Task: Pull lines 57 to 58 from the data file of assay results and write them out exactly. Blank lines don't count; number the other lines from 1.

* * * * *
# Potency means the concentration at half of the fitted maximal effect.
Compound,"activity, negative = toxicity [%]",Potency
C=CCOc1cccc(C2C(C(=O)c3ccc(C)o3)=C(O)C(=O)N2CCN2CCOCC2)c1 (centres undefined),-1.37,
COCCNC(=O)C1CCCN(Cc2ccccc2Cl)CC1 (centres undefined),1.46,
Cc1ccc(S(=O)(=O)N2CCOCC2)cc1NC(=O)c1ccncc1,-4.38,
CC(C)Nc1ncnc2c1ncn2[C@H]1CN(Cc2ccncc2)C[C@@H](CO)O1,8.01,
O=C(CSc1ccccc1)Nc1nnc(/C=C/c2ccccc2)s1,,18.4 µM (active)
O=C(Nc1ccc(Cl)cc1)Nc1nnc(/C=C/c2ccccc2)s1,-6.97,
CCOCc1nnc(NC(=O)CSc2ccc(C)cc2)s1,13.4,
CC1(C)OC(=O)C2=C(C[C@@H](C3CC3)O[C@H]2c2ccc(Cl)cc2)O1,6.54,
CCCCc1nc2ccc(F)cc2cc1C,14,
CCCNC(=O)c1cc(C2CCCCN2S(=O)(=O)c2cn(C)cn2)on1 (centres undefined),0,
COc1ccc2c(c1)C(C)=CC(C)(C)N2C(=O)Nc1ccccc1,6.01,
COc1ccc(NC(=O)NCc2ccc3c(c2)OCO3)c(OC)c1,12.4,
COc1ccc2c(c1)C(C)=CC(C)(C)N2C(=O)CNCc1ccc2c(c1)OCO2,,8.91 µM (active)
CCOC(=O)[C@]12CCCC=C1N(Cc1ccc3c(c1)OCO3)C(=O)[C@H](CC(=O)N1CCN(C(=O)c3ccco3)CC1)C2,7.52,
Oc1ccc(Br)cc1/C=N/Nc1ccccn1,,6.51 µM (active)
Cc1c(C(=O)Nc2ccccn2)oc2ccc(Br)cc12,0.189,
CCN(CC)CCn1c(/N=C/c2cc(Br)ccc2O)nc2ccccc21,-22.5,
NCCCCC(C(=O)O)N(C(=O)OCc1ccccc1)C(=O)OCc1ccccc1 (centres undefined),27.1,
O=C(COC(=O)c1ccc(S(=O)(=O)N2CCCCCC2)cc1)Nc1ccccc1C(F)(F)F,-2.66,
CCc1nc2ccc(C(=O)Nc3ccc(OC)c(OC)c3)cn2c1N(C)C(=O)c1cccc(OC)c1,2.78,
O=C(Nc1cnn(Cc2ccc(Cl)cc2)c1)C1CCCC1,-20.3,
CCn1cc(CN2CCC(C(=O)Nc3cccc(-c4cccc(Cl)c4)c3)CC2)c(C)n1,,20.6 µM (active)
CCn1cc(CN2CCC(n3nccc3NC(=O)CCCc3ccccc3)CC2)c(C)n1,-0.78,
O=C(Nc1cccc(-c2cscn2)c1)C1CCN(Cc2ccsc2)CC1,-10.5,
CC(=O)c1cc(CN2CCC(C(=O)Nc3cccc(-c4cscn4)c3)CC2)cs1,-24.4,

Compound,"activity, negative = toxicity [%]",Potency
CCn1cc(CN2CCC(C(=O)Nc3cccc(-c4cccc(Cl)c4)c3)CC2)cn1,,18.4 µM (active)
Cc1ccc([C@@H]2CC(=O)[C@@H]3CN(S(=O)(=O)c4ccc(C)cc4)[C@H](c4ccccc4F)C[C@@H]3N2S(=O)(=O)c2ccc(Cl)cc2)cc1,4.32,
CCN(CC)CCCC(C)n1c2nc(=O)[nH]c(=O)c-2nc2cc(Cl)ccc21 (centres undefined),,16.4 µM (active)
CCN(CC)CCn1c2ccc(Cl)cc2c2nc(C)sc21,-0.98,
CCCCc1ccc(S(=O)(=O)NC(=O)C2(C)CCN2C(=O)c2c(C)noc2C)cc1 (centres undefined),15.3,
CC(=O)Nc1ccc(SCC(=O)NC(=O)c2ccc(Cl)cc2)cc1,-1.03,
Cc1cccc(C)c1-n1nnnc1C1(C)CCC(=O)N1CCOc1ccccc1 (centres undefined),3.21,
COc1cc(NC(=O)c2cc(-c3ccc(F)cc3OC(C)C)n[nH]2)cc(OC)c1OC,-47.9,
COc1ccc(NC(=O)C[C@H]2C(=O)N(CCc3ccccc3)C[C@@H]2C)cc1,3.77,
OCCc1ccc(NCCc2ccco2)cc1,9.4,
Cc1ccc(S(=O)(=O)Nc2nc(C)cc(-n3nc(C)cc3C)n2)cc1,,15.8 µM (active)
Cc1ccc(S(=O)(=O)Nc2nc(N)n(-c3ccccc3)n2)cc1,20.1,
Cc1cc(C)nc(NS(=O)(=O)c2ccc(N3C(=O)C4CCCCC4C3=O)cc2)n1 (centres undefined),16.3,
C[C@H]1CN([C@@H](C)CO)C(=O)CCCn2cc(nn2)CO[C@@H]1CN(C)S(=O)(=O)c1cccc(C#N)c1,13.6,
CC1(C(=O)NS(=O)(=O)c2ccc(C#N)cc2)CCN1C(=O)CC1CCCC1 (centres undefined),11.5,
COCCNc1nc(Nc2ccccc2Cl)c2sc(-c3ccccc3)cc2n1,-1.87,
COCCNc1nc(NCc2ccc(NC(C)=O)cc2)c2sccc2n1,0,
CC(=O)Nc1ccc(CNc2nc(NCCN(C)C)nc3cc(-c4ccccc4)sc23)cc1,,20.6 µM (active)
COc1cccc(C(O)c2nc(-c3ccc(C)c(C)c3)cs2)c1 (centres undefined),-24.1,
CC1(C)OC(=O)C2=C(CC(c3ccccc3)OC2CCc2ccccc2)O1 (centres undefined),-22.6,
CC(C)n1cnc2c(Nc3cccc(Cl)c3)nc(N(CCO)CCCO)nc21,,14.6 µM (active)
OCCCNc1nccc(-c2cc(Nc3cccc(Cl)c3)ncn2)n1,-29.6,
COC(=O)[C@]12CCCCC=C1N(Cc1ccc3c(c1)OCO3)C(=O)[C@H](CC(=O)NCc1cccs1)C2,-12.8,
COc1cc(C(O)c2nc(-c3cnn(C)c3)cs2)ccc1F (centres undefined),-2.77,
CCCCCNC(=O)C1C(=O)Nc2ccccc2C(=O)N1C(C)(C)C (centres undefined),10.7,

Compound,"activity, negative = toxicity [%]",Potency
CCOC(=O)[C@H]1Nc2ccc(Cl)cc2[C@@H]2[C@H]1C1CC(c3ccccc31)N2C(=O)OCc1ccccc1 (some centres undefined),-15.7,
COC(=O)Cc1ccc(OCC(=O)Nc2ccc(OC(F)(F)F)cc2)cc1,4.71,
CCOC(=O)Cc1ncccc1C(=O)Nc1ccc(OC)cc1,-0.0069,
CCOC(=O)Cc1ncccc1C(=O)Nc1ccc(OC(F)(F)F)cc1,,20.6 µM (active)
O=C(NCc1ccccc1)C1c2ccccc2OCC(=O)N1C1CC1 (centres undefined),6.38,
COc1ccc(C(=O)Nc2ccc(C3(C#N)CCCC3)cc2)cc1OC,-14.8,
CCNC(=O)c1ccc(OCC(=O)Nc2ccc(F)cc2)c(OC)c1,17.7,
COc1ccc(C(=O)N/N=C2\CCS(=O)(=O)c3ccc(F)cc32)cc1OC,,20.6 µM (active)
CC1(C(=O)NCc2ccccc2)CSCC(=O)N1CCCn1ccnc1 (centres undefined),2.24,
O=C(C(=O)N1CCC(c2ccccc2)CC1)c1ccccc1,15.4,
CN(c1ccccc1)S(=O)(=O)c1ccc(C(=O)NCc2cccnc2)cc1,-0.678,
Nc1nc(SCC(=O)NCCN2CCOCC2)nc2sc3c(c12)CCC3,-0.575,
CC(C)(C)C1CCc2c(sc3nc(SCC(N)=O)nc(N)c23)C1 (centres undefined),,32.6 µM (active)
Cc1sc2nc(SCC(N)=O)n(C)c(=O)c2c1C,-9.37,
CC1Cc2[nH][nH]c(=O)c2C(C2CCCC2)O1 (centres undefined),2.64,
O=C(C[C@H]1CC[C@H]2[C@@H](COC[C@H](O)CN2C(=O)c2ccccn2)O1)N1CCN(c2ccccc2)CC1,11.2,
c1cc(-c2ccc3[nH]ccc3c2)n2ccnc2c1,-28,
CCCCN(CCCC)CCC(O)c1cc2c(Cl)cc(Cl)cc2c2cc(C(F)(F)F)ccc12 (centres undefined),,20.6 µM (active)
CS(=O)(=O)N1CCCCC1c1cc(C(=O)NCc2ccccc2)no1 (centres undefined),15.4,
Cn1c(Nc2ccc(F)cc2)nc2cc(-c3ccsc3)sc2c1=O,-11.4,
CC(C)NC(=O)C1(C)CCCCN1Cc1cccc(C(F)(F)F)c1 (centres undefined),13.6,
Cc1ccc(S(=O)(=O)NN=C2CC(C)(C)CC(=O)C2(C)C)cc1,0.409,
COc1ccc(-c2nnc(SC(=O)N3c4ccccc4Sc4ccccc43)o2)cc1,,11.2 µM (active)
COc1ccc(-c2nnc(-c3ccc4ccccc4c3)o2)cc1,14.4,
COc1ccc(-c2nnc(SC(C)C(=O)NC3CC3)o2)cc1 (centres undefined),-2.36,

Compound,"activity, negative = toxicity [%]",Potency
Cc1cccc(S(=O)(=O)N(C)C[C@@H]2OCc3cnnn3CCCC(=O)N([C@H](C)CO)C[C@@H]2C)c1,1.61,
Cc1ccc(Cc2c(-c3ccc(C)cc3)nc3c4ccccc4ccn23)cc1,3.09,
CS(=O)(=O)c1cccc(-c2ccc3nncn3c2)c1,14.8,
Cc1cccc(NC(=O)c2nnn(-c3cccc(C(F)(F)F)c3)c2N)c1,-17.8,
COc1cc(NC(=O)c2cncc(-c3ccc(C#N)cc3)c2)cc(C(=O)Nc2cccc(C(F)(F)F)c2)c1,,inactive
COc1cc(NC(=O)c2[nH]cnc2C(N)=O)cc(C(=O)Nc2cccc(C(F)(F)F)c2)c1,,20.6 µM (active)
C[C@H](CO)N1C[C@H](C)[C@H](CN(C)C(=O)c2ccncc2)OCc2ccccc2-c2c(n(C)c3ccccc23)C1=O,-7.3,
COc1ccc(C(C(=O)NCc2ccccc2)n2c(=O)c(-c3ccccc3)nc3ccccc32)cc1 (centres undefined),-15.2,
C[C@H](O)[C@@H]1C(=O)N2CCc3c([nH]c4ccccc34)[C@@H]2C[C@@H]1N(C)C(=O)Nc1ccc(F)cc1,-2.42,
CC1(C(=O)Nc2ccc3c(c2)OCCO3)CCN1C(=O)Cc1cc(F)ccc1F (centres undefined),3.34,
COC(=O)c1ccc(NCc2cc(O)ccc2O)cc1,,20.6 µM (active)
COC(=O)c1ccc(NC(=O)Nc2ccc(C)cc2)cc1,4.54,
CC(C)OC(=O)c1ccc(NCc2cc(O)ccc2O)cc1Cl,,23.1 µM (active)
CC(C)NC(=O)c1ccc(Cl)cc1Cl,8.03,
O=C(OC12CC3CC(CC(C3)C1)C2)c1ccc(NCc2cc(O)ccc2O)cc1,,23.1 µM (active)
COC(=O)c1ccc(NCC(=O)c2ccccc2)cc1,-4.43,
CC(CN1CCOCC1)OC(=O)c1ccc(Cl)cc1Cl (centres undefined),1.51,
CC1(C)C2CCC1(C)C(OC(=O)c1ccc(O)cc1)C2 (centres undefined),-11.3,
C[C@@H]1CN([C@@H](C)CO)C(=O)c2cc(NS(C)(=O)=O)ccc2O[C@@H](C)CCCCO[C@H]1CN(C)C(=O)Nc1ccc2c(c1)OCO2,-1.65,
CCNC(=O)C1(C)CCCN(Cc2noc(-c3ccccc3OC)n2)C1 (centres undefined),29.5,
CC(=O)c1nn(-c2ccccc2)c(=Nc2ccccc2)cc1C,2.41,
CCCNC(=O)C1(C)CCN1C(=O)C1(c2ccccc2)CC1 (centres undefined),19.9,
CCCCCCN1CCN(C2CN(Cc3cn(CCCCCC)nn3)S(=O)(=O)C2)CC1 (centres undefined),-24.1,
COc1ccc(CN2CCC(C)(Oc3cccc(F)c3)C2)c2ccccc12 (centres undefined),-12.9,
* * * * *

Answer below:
CCOC(=O)Cc1ncccc1C(=O)Nc1ccc(OC)cc1,-0.0069,
CCOC(=O)Cc1ncccc1C(=O)Nc1ccc(OC(F)(F)F)cc1,,20.6 µM (active)